Almond Environmental Stewardship Tour showcases industry's commitment to environmentally responsible production methods
 

For Immediate Release
March 3, 2006
For More Information:
Christy Quaresma
(209) 343-3218
cquaresma@almondboard.com


(Modesto, Calif., March 3) – More than 20 members of state, federal and regional environmental regulatory agencies recently toured Hunter Farms in Livingston to see the latest innovations and technologies almond growers are using in their adoption of environmentally friendly farming practices.

>From shredded and composted orchard prunings to high-tech spray technology, almond grower Scott Hunter displayed the innovative approaches he is using to meet mounting regulations while maintaining a productive and profitable orchard system.

Hunter, chairman of the Almond Board of California, joined other grower members of the Almond Board’s Environmental Committee at the Almond Board of California’s Environmental Stewardship Tour to give regulators, in some cases, their first in-person look at the orchards they regulate. The California almond industry is in the midst of a five-year plan “to be the healthiest specialty crop in the world” benefiting consumers, the environment and the industry. Through its Environmental Stewardship Campaign, the Environmental Committee for several years has been fostering research, and gathering and disseminating information about environmentally friendly almond production techniques.

Hunter highlighted several pieces of equipment used at Hunter Farms that allow him to limit dust emissions in the orchard and reduce pesticide and fertilizer use. The SmartSprayer, for instance, can reduce the amount of pesticides sprayed in the orchard an average of 20 percent by only spraying where pesticides will contact the tree. Three zones of calibrated nozzles detect the presence of the tree canopy and automatically turn on and off as the sprayer moves through the orchard. By reducing applied pesticides, SmartSprayers and other high tech sprayers not only save money, but also reduce the chance of offsite movement of those pesticides into neighboring surface water channels.

Almond grower Scott Hunter of Hunter Farms explains during the Almond Environmental Stewardship Tour for regulators in February how his dual micro-irrigation lines not only improve irrigation efficiency, but also sprinkle the orchard floor to reduce dust emissions at harvest. (Photo by Marni Katz)

Tour attendees also viewed innovative equipment that is allowing growers to shred almond prunings instead of burning, and reduce the amount of dust generated during harvest and sweeping operations.

Several speakers shared how almond growers are taking advantage of incentive programs to incorporate cleaner technologies into their orchards and reduce emissions coming out. John Beyer of USDA’s Natural Resources Conservation Service noted that since 1998 the NRCS has awarded more than $24 million in cost-share funds through its Environmental Quality Incentives Program (EQIP) to growers throughout the San Joaquin Valley to encourage techniques that have a positive impact on air quality. 

“That means that under the 50 percent cost-share program, growers too have put in $24 million or more of their own dollars to reduce emissions,” Beyer said.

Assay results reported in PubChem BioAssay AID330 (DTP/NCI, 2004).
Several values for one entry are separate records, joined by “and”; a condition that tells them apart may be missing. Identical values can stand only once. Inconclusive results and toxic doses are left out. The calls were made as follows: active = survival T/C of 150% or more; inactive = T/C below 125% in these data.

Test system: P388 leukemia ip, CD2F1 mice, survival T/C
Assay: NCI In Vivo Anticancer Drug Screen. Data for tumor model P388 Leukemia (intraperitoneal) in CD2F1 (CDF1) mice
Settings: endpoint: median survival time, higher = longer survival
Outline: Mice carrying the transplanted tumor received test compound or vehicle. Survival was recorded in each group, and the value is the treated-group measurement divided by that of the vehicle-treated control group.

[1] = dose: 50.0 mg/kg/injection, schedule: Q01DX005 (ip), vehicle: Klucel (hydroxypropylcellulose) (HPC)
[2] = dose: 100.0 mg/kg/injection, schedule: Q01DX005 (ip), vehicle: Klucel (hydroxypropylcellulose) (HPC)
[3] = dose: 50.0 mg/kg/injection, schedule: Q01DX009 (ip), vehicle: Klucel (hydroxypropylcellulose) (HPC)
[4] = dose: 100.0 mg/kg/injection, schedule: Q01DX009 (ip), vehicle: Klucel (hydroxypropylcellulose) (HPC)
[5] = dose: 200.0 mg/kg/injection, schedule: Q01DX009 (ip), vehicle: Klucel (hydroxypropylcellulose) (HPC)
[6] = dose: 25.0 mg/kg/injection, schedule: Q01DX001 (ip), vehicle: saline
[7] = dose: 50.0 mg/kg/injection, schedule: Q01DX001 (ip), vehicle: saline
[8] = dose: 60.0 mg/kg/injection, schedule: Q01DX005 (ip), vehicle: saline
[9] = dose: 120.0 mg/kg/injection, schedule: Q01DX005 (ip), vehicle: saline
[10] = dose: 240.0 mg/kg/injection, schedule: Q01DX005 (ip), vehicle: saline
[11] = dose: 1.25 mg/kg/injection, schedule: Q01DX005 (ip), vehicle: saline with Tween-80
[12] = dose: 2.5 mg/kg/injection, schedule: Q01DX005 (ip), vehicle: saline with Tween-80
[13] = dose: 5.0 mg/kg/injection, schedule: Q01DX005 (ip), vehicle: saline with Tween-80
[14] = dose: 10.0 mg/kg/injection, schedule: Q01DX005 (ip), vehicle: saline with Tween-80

Largely as a result of these efforts, the number of acres of San Joaquin Valley orchards and vineyards that are now chipping their prunings rather than burning has grown from 4,400 acres in 2001 to some 138,000 acres in 2006.

Almond growers are also enthusiastically enrolling in other programs, including PG&E’s Ag-I.C.E. program, which funds conversion from diesel irrigation pump motors to cleaner burning electric ones, and a SJV Air Pollution Control District grant program to finance cleaner technologies that reduce emissions.

These types of partnerships, with government agencies, UC Cooperative Extension, and private industry, have been instrumental in the success of the Almond Board’s Environmental Stewardship Campaign, said grower Dave Baker, who chairs the Board’s Environmental Committee.

“It’s not just the research we conduct, it’s the partnerships we form that help us to reach our goals,” Baker said.

Pamela Creedon, new executive director of the Central Valley Regional Water Quality Control Board, said six days into the job that touring a working orchard provided perspective on the types of operations she is charged with regulating in the Central Valley.

“This was very enlightening and encouraging,” Creedon said. “It is valuable to be in the field and see what growers are doing to meet the challenges they face in the orchard, regulatory and otherwise.

“And I hope that when they are speaking about forming partnerships, the Regional Board will be included in those discussions and those partnerships,” she added. “We don’t want to just come in and put down regulations on what growers can and cannot do. We have the same goals and we all win when we work together as a partnership to achieve them.”

Pamela Creedon, right, executive director of the Central Valley Regional Water Quality Control Board, and Bill Croyle, manager of the board’s Irrigated Lands Program, tour Hunter Farms in full bloom during the Almond Board’s Environmental Stewardship Tour for regulators in Livingston.

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The Almond Board of California administers a grower-enacted Federal Marketing Order under the supervision of the United States Department of Agriculture.  Established in 1950, the Board’s charge is to promote the best quality almonds, California’s largest tree nut crop.  For more information on the Almond Board of California or almonds, visit www.AlmondBoard.com.